Thursday, June 28, 2018

Tuesday, June 26, 2018

Benefits of Music Therapy in Fighting Depression

At Newport Academy, teens learn to acknowledge and express their deep-rooted emotions through making and listening to music, and spend time playing music together.

Saturday, June 23, 2018

What Causes Insomnia? - Dan Kwartler

What keeps you up at night? Pondering deep questions? Excitement about a big trip? Stress about unfinished work? What if the very thing keeping you awake was stress about losing sleep? This seemingly unsolvable loop is at the heart of insomnia, the world’s most common sleep disorder. So what is insomnia? And is there any way to break the cycle? Dan Kwartler details the science of insomnia.

Lesson by Dan Kwartler, animation by Sharon Colman.

Thursday, June 21, 2018

Why Do People Like Sad Music

Research from the Tokyo University of the Arts and the RIKEN Brain Science Institute, shows that listening to sad music might make people feel happier.

Sad music is just as popular as happy music - but why?

Research from the Tokyo University of the Arts and the RIKEN Brain Science Institute, shows that listening to sad music might make people feel happier.

The researchers played two sad songs and one happier sounding song, and had the subjects rate how the songs emotionally affected them.

The songs were also played with switched keys, having the major key pieces played in a minor key and vice versa.

Professor Ai Kawakami, who worked on the study wrote: "Music that is perceived as sad actually induces romantic emotion as well as sad emotion. And people, regardless of their musical training, experience this ambivalent emotion to listen to the sad music."

When people listen to music they are also aware that it is not reality, but an artistic interpretation of emotion rather than a true life event, like being emotionally affected by a tragic play or film.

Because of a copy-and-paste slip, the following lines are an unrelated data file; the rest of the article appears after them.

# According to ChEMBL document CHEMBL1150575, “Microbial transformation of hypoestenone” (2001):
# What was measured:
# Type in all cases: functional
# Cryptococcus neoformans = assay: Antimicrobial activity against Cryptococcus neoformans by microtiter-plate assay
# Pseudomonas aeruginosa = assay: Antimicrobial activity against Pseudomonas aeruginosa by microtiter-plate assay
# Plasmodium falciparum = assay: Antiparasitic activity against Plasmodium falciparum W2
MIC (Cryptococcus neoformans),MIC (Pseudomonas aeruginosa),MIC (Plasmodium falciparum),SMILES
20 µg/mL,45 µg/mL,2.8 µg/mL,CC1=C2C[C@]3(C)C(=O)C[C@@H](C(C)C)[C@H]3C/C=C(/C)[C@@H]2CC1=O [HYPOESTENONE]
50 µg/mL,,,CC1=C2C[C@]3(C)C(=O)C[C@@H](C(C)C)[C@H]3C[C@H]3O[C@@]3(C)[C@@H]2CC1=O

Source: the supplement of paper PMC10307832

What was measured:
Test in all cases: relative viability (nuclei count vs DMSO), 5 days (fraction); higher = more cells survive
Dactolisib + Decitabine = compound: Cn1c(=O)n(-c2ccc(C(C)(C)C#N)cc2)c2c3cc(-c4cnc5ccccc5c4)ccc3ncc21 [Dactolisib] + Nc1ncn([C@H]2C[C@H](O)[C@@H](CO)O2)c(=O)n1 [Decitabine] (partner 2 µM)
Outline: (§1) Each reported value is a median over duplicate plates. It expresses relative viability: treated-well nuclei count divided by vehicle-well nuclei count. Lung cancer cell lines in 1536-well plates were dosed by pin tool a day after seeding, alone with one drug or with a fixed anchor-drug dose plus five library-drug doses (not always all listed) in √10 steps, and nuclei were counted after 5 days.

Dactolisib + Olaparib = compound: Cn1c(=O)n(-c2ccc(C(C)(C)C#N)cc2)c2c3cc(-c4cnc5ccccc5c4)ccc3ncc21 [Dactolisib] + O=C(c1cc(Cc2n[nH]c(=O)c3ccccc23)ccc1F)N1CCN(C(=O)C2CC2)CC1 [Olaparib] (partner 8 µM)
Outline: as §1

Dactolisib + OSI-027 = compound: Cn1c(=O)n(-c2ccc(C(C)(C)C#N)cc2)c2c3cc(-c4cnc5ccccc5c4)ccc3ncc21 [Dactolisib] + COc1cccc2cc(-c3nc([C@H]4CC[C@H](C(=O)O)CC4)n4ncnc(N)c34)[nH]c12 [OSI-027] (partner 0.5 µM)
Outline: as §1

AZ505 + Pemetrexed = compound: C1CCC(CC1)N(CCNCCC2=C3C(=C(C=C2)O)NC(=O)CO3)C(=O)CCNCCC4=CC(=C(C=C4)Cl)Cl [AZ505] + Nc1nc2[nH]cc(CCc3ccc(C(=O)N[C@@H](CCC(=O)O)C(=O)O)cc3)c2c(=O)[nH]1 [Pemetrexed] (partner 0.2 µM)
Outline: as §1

Tuesday, June 19, 2018

Sunday, June 17, 2018

Can You Solve the Giant Cat Army Riddle? - Dan Finkel

The villainous Dr. Schrödinger has developed a growth ray and intends to create an army of giant cats to terrorize the city. Your team of secret agents has tracked him to his underground lab. You burst in to find… that it’s a trap! Can you escape from Dr. Schrödinger’s lair and save the day? Dan Finkel shows how.

Lesson by Dan Finkel, animation by Artrake Studio.

Thursday, June 14, 2018

There Are Many Benefits to Learning an Instrument

There are so many advantages to learning to play an instrument. The benefits are many, and can carry many years into your life. Whether young or old, it is a worthwhile investment of our time to undertake the fun task of learning to play.

First of all, the research shows that exposing children to music, and music training, can improve a childs' reading age, their IQ, and it affects the development of certain areas of the brain. Adults who learn and practice an instrument, are helping their minds to stay alert and focused. And there is evidence that it helps the memory.